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  5. ChickGirl88

    ChickGirl88 Just Hatched

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    Thank you all so much. Our chicken yard is far too big to put mesh on the top-I think it is about 80 ft x 40 ft, so my husband and I are going to run electric wire around the bottom of the yard and then again around the top (we are going to put in some taller t-posts and run the tape at 5 ft, 5.5 ft, and 6 ft. Hopefully with the fence raised to 6 ft and the top and bottom providing electric shock, we won't have any more dog/coyote issues. Until we get it up this weekend, I am keeping them in their coop with water provided and letting them out for a few hours when I'm outside in the afternoons.
     
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  6. johnderosa1

    johnderosa1 Chillin' With My Peeps

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    Probably dont need a wire around the top, just several around the bottom. If you do go with a wire at the top, there needs to be a way to complete the circuit to make it work. If the fence is wire and grounded then that would suffice otherwise you will have to have a live wire and a ground wire running alongside each other at the top. Finally i would try to use a predator rated charger for the fence. They pack a wallup and will deter even the most determined critters! Good luck
     
  7. Folly's place

    Folly's place Chicken Obsessed

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    I would section off a smaller run area, covered, for when the hawks find your flock. My run is covered for that purpose; when a hawk hits one of my birds, the flock is locked in their run and coop for a week or three, until the hawk gives up and moves on. Ground predators can take out your entire flock in an hour; hawks take a younger or smaller bird every day or three, but will come back as long as it pays off. Mary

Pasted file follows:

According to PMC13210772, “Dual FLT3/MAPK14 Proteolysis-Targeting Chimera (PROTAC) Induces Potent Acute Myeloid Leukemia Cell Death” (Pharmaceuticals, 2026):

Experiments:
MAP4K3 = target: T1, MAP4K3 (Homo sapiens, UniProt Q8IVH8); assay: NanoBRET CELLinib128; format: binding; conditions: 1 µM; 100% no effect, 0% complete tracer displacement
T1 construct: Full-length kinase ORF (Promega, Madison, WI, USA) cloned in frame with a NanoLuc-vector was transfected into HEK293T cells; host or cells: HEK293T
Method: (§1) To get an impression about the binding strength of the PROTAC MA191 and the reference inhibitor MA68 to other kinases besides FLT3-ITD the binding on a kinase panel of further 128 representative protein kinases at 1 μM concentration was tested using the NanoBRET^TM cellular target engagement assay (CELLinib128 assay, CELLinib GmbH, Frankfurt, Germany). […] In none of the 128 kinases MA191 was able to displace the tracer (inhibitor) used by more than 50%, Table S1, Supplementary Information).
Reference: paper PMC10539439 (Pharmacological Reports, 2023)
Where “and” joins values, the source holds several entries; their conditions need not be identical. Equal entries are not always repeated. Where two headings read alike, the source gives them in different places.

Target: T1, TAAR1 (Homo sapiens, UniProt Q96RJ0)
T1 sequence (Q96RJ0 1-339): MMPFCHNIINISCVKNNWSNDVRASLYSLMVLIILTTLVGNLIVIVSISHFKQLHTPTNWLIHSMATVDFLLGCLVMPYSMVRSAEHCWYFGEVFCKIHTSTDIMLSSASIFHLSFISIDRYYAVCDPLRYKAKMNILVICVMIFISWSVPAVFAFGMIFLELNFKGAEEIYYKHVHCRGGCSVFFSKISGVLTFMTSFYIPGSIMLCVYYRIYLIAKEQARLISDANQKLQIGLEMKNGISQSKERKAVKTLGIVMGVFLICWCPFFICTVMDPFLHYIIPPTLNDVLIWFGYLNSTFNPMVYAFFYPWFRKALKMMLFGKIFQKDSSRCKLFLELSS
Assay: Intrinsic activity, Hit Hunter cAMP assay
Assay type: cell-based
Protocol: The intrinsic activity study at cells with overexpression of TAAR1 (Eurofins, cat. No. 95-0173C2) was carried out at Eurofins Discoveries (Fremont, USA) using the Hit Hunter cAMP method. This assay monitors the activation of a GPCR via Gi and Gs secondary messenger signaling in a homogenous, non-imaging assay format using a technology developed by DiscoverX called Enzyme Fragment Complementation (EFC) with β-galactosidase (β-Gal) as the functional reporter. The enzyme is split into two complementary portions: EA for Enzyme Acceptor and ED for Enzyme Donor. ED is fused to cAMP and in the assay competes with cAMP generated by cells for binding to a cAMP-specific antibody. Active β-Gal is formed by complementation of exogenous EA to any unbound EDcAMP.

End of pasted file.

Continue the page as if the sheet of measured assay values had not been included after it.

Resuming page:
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  8. minnehaha

    minnehaha Chillin' With My Peeps

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    I'm also putting electric fence around the bottom and top of our fencing, our fence is 8 feet tall. I lost my cat to a coyote 5 days ago, but no chickens were attacked. However, a successful hunt by a predator means they will be back looking for more food.

    My neighbor whom is around 100 acres away lost 4 chickens to coyotes last week. They dug under her fence to get in in broad daylight. Her run is around 1 acre big, mine is 2 acres large, so it's hard to catch them with so much space and trees that provide cover for the predators. She is also considering running electric fence. My cats go beyond the fence and into the woods where we have many predators, and I am fairly certain a coyote got the cat. I am keeping my other cat indoors for now. The coyotes are really hitting hard right now. Yesterday morning I saw a coyote trotting across a wheat field down the road from me with someone's cat in his mouth.

    2 weeks ago another neighbor had her 2 small dogs taken by coyotes right off of her porch!!! She could not stop them.

    We have bears, coyotes, fox, mountain lions, hawks, eagles, coons, domestic dogs, bob cats......etc etc....

    This mountain lion was on our property last fall and showed up in our hunting cam (predator cam). We didn't have chickens yet, but we do now and their building is Fort knox because we have some big powerful predators!!!!



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    Last edited: Sep 17, 2014
  9. RASS

    RASS Out Of The Brooder

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    The electric fence sounds great but will it kill or injure a chicken?
     
  10. minnehaha

    minnehaha Chillin' With My Peeps

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    Aint that the truth, I've had fence chargers for horses in the past that were so powerful it would make my foot involuntarily stomp the ground if i touch it with my hand, the electric current would exit out of my foot quite violently......it was painful!!!

    I appreciate the info on setting it up you provided, it's been awhile since I've run electric fencing, and I am planning on running it too.